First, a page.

Vivid (1999)

R   |    |  Drama


Vivid (1999) Poster

An artist creates a new style of art by having sex on a canvas covered in paint.


4.2/10
452

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  • Kari Wuhrer and Stephen Shellen in Vivid (1999)
  • Vivid (1999)
  • Vivid (1999)
  • Vivid (1999)
  • Vivid (1999)
  • Vivid (1999)

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Reviews & Commentary

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User Reviews


8 August 2003 | bbhlthph
5
| What was the promoters objective here?
I find it unusually difficult to comment on this film. Commenting is a process based on two requirements, (a) some knowledge (real or assumed) about the intentions of the promoters and director of the film, and (b) a personal assessment of how far their objectives have been met - unfortunately in the case of "Vivid" it is far from clear to me what were the primary objectives for producing this film. It is listed in the IMDb database as "Genre -Drama". Drama in the conventional sense it certainly is not - the only form of drama for which it might be eligible is erotic drama. Despite a proliferation of early sexual comedies, this category of film was virtually unknown until the 1932 release of Extase. Extase was a much more significant film than Vivid and it is one which I certainly regret I do not have in my collection, but today the most widely known examples of true erotic drama are probably the first three Emmanuelle films. Many attempts have been made to emulate them but few have achieved even partial success, and although a real erotic drama based on the theme of Vivid might well be possible, this film cannot make any pretensions to being such a work. Your collected user comments tend to suggest that to most of its viewers it is no more than a somewhat ordinary sexual comedy, but I feel that the promoters were attempting to achieve much more and that their film has to be assessed against a somewhat higher standard than this.

The early scenes show Steve Shellen as an artist suffering from severe depression which has led him to develop very erratic behaviour patterns that appear to be just tolerated by his live in model (Kari Wuhrer). These scenes are totally unbelievable - an artist who tramples wet canvasses into the floor, and even throws cans of paint around, would not live in the reasonably clean and tidy suburban type home which is shown - he would be more likely to be found in a completely decrepit slum type apartment. It is also unlikely that by this stage even the most complacent girl friend would continue to be co-habiting with him in reasonably good humour. However this introduction is quickly left behind, and what follows is primarily a series of sexual couplings carried out by these two actors with both their bodies covered in paint. Without the paint and the artistic theme, this part of the film would probably, with good reason, be regarded as mildly pornographic. It takes more than this to create a successful movie. The ability to simulate any type of physical or emotional activity is part of the art of acting, and I personally see no reason why a simulated sex scene should turn an indifferent comedy into a successful sex comedy. Also, whilst most sex comedies attempt to display nude bodies in a voluptuous manner, a painted body is no longer nude -it may be as well covered as one that has been clothed in exotic fabrics by one of today's leading fashion designers, and it often has much less erotic appeal. In this sense there is relatively little full nudity in this film and I do not believe its producers visualised it as a sex comedy or nudity as its key feature. Rather I believe that they had a wider message in mind. Is it not primarily a satirical comment on the way in which modern art shows, and even major galleries, often promote garbage because they are afraid that it may be important art which they have failed to appreciate? One does not have to go too far to see a pile of bricks casually unloaded onto a white board, or a surface covered by paint which was essentially thrown at it from a distance, being promoted as a modern artistic masterpiece. If the true aim of this film was to parody this type of situation, then it would indeed be a somewhat unsuccessful, but important, artistic work in its own right.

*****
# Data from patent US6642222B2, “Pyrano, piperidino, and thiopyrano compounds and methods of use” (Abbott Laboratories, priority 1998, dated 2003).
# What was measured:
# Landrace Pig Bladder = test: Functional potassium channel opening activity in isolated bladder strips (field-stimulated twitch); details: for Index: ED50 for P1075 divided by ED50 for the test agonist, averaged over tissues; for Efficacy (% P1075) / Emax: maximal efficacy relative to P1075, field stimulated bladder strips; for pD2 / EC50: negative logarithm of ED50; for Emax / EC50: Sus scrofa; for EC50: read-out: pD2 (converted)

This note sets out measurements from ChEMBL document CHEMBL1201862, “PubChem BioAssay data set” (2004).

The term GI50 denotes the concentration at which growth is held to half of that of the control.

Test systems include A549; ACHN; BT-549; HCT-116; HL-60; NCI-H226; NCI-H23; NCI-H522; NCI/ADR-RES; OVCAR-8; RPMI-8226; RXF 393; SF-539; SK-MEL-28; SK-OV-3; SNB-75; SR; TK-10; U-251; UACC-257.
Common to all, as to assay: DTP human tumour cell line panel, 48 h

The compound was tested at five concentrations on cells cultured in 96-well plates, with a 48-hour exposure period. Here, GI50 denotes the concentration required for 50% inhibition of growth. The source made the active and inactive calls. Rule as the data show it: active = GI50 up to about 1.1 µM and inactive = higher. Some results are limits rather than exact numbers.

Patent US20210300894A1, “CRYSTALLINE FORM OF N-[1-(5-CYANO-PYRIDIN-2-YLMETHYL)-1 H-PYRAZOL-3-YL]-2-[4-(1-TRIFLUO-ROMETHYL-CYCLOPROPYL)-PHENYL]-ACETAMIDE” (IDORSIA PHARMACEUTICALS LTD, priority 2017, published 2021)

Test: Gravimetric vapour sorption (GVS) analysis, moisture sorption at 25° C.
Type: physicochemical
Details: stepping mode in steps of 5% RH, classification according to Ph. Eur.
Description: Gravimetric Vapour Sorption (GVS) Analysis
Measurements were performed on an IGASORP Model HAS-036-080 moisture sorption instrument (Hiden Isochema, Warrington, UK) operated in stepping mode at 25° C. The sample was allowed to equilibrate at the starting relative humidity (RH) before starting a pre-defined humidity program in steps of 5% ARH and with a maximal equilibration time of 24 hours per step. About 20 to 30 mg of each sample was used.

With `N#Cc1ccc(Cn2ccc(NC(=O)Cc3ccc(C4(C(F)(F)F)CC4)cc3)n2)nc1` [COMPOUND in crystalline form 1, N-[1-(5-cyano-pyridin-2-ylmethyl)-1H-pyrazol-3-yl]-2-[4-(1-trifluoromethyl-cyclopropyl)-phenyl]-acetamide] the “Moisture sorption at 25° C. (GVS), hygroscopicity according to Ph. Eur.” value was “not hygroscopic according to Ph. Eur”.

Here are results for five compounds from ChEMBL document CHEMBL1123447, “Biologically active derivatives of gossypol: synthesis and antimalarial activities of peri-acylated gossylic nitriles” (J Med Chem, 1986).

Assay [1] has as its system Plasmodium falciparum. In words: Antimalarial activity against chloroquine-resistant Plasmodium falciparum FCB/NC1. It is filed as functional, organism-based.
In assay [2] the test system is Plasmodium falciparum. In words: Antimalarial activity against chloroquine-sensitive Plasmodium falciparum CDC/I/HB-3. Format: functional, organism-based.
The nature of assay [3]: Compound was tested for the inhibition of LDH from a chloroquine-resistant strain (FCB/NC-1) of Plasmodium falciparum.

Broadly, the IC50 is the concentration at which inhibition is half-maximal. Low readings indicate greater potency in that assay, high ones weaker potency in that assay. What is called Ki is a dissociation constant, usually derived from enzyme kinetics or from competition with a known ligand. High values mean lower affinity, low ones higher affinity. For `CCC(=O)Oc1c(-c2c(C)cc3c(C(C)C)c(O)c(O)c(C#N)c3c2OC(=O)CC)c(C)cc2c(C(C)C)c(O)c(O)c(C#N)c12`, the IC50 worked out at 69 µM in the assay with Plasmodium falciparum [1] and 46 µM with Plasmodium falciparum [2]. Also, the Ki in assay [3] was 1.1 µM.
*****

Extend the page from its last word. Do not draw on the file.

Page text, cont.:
In the meantime I fully agree with an earlier comment that it is a great pity Kari Wuhrer has been ignored as a major actress by most of the major film studios. Whatever she is wearing, her very mobile facial expressions can make her into an extremely erotic actress, and this will probably remain true even when she reaches old age. It will be a long time before I forget the scene where she has a can of paint flung over her and initially experiences the inevitable rush of rage and disgust. Her artist partner approaches her and with loving fingers begins to play with the pattern of the paint on her body. Within a few seconds her rage and disgust visibly fade away and are replaced by her love for her partner and her amusement at his stupidity. I believe it was an outstanding achievement for her to show this transition as realistically as she does in this film. Please let us see more of her.

As for this film, I repeat that in my view its promoters had serious intentions and did not feature nudity simply to provide eye candy for the viewer. However, as it was released, I can only regard it as no better than a screen version of a typical Harlequin romance - it is quite easy watching, but has no substance.

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Drama

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